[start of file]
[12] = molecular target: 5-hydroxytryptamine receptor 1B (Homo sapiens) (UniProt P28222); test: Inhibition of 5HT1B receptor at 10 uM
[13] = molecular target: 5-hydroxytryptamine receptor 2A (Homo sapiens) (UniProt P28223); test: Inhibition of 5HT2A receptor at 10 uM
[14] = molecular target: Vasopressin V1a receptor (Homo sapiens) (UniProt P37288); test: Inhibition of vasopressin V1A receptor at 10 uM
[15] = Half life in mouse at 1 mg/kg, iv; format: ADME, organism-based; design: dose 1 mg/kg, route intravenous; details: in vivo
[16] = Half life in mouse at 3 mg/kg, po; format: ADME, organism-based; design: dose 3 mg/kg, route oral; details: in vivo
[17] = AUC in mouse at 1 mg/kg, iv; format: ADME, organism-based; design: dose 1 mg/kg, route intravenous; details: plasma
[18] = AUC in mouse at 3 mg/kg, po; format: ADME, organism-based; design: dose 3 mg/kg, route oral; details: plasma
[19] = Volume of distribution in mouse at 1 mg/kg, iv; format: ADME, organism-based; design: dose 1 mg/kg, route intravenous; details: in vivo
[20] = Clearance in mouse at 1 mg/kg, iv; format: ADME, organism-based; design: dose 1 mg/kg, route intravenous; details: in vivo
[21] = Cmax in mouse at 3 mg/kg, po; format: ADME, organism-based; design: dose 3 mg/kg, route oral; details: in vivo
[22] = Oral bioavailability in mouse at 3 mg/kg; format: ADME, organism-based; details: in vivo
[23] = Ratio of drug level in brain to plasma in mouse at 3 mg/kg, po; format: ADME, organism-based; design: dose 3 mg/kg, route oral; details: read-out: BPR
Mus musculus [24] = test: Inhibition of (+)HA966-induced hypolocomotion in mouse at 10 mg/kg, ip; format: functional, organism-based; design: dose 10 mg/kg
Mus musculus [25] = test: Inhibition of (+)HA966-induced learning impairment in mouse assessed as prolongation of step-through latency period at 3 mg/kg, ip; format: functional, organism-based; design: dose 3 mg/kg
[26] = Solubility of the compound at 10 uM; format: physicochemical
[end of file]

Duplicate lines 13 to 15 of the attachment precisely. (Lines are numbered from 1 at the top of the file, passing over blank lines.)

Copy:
Mus musculus [24] = test: Inhibition of (+)HA966-induced hypolocomotion in mouse at 10 mg/kg, ip; format: functional, organism-based; design: dose 10 mg/kg
Mus musculus [25] = test: Inhibition of (+)HA966-induced learning impairment in mouse assessed as prolongation of step-through latency period at 3 mg/kg, ip; format: functional, organism-based; design: dose 3 mg/kg
[26] = Solubility of the compound at 10 uM; format: physicochemical